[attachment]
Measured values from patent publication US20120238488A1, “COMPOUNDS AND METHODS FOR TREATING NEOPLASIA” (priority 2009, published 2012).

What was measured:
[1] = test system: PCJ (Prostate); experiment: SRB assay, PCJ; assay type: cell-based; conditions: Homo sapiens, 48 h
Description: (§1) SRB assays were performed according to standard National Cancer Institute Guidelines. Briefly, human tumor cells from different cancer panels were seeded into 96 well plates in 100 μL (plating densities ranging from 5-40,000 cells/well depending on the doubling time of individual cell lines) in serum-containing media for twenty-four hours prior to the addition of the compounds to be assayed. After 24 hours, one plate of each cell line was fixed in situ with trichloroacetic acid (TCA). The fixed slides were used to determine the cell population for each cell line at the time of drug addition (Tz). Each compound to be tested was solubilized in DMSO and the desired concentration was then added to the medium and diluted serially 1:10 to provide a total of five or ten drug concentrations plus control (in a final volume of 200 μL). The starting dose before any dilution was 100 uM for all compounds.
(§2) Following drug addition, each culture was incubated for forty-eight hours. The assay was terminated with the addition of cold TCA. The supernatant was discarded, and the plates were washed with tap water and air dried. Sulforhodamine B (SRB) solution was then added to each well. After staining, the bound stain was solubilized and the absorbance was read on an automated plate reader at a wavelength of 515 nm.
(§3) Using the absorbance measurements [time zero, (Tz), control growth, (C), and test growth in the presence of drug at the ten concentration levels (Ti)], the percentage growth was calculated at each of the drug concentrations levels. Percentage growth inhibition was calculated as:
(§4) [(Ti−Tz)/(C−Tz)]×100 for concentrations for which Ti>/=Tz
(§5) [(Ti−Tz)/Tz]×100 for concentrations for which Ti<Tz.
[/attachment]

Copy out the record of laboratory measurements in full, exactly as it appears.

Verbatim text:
Measured values from patent publication US20120238488A1, “COMPOUNDS AND METHODS FOR TREATING NEOPLASIA” (priority 2009, published 2012).

What was measured:
[1] = test system: PCJ (Prostate); experiment: SRB assay, PCJ; assay type: cell-based; conditions: Homo sapiens, 48 h
Description: (§1) SRB assays were performed according to standard National Cancer Institute Guidelines. Briefly, human tumor cells from different cancer panels were seeded into 96 well plates in 100 μL (plating densities ranging from 5-40,000 cells/well depending on the doubling time of individual cell lines) in serum-containing media for twenty-four hours prior to the addition of the compounds to be assayed. After 24 hours, one plate of each cell line was fixed in situ with trichloroacetic acid (TCA). The fixed slides were used to determine the cell population for each cell line at the time of drug addition (Tz). Each compound to be tested was solubilized in DMSO and the desired concentration was then added to the medium and diluted serially 1:10 to provide a total of five or ten drug concentrations plus control (in a final volume of 200 μL). The starting dose before any dilution was 100 uM for all compounds.
(§2) Following drug addition, each culture was incubated for forty-eight hours. The assay was terminated with the addition of cold TCA. The supernatant was discarded, and the plates were washed with tap water and air dried. Sulforhodamine B (SRB) solution was then added to each well. After staining, the bound stain was solubilized and the absorbance was read on an automated plate reader at a wavelength of 515 nm.
(§3) Using the absorbance measurements [time zero, (Tz), control growth, (C), and test growth in the presence of drug at the ten concentration levels (Ti)], the percentage growth was calculated at each of the drug concentrations levels. Percentage growth inhibition was calculated as:
(§4) [(Ti−Tz)/(C−Tz)]×100 for concentrations for which Ti>/=Tz
(§5) [(Ti−Tz)/Tz]×100 for concentrations for which Ti<Tz.